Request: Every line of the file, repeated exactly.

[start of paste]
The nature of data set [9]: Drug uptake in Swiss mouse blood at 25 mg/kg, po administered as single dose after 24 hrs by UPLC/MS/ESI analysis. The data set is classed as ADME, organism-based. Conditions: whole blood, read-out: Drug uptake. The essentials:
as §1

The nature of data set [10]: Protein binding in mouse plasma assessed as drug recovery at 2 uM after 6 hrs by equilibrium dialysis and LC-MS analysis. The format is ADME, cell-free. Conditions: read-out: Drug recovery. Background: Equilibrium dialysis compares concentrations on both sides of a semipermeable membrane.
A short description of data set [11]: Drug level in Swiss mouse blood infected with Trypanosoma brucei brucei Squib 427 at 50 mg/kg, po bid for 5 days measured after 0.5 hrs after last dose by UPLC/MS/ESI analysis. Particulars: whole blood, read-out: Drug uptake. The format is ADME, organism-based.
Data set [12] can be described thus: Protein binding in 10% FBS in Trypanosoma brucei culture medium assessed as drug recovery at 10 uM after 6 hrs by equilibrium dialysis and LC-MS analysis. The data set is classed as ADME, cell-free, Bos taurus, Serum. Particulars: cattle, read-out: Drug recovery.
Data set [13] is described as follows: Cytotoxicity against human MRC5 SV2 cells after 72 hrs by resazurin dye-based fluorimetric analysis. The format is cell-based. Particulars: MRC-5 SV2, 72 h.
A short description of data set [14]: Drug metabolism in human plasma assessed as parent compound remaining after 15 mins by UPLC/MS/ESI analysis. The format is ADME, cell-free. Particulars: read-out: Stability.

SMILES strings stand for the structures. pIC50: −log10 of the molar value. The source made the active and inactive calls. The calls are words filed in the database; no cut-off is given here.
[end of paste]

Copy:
The nature of data set [9]: Drug uptake in Swiss mouse blood at 25 mg/kg, po administered as single dose after 24 hrs by UPLC/MS/ESI analysis. The data set is classed as ADME, organism-based. Conditions: whole blood, read-out: Drug uptake. The essentials:
as §1

The nature of data set [10]: Protein binding in mouse plasma assessed as drug recovery at 2 uM after 6 hrs by equilibrium dialysis and LC-MS analysis. The format is ADME, cell-free. Conditions: read-out: Drug recovery. Background: Equilibrium dialysis compares concentrations on both sides of a semipermeable membrane.
A short description of data set [11]: Drug level in Swiss mouse blood infected with Trypanosoma brucei brucei Squib 427 at 50 mg/kg, po bid for 5 days measured after 0.5 hrs after last dose by UPLC/MS/ESI analysis. Particulars: whole blood, read-out: Drug uptake. The format is ADME, organism-based.
Data set [12] can be described thus: Protein binding in 10% FBS in Trypanosoma brucei culture medium assessed as drug recovery at 10 uM after 6 hrs by equilibrium dialysis and LC-MS analysis. The data set is classed as ADME, cell-free, Bos taurus, Serum. Particulars: cattle, read-out: Drug recovery.
Data set [13] is described as follows: Cytotoxicity against human MRC5 SV2 cells after 72 hrs by resazurin dye-based fluorimetric analysis. The format is cell-based. Particulars: MRC-5 SV2, 72 h.
A short description of data set [14]: Drug metabolism in human plasma assessed as parent compound remaining after 15 mins by UPLC/MS/ESI analysis. The format is ADME, cell-free. Particulars: read-out: Stability.

SMILES strings stand for the structures. pIC50: −log10 of the molar value. The source made the active and inactive calls. The calls are words filed in the database; no cut-off is given here.